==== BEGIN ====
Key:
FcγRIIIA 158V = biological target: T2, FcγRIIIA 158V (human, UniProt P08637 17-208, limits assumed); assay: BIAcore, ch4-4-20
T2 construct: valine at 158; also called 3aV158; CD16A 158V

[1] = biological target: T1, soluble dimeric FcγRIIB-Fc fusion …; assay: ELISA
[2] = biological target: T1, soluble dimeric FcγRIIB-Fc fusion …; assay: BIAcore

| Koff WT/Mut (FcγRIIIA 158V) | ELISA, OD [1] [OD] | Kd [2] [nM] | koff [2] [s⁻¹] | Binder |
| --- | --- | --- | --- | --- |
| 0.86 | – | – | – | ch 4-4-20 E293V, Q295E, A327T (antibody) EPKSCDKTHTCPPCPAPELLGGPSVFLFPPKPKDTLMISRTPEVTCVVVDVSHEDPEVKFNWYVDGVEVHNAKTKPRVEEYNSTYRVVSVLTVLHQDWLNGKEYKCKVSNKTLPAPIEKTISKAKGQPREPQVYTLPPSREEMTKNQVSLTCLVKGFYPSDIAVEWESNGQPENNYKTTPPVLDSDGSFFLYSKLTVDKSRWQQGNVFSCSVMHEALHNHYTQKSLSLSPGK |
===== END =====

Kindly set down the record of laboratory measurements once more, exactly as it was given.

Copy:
Key:
FcγRIIIA 158V = biological target: T2, FcγRIIIA 158V (human, UniProt P08637 17-208, limits assumed); assay: BIAcore, ch4-4-20
T2 construct: valine at 158; also called 3aV158; CD16A 158V

[1] = biological target: T1, soluble dimeric FcγRIIB-Fc fusion …; assay: ELISA
[2] = biological target: T1, soluble dimeric FcγRIIB-Fc fusion …; assay: BIAcore

| Koff WT/Mut (FcγRIIIA 158V) | ELISA, OD [1] [OD] | Kd [2] [nM] | koff [2] [s⁻¹] | Binder |
| --- | --- | --- | --- | --- |
| 0.86 | – | – | – | ch 4-4-20 E293V, Q295E, A327T (antibody) EPKSCDKTHTCPPCPAPELLGGPSVFLFPPKPKDTLMISRTPEVTCVVVDVSHEDPEVKFNWYVDGVEVHNAKTKPRVEEYNSTYRVVSVLTVLHQDWLNGKEYKCKVSNKTLPAPIEKTISKAKGQPREPQVYTLPPSREEMTKNQVSLTCLVKGFYPSDIAVEWESNGQPENNYKTTPPVLDSDGSFFLYSKLTVDKSRWQQGNVFSCSVMHEALHNHYTQKSLSLSPGK |